Marked as one of the most endangered primate species on Earth, the Bamboo lemur’s population has dropped down to an extreme low. A total of just 500 of them have currently survived in the wild. A group of researchers from the Stony Brook University, the Academy of Finland, Marie Curie Actions of the European Union and the Kone Foundation conducted a study upon the leftover population of the bamboo lemurs and came to the conclusion that the adverse climate change might pressure them to change their dietary habits which would ultimately lead to starvation.
The findings of this study were published in the journal ‘Current Biology.’ As mentioned in the same study, these bamboo lemurs feed on a single species of bamboo which includes the woody trunk known as culm. During the dry season, these primates prefer to eat the nutritious and tender part of the bamboos shoots and only eat the culm when required with their specialized teeth. The scientists conducted a study on the bamboo lemurs of Madagascar’s Ranomafana National Park and found out that these animals survive on a highly complex and specialized teeth which helps them feed on culm.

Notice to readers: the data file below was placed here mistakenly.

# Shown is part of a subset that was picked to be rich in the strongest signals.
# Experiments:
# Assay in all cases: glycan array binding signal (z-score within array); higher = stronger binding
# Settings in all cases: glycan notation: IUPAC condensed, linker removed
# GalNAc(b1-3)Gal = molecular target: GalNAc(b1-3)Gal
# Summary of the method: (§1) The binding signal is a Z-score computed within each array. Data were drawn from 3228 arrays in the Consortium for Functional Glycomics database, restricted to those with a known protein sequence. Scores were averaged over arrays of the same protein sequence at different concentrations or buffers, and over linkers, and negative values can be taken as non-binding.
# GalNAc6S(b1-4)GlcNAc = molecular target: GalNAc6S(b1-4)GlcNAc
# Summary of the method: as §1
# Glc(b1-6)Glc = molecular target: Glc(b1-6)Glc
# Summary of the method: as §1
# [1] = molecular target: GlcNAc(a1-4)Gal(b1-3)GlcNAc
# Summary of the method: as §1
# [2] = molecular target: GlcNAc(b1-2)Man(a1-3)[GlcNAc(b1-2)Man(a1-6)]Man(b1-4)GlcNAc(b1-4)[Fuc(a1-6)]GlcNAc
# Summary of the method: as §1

During the unavailability of the woody culm, from August to November, these teeth help the primates to spend most of their time feeding on a single species of the wooden bamboo. Recent changes in the climatic conditions have increased the dry spell which cuts down the availability of the more nutritious and preferred part of the bamboo for the lemurs.
According to the lead author of the study, Patricia Wright, Stony Brook University, this gradual and harsh climate change can be a very impactful killer for the bamboo lemurs. Climate change is making these primates rely on the less preferred part of the feeding cycle which could be just enough to bring them to the category of extinction.
The bamboo lemurs might not go extinct too soon but they surely will in a more subtle way. The resulting increase in temperature along with deforestation is sure to make the world witness the extinction of many such species along with the primates.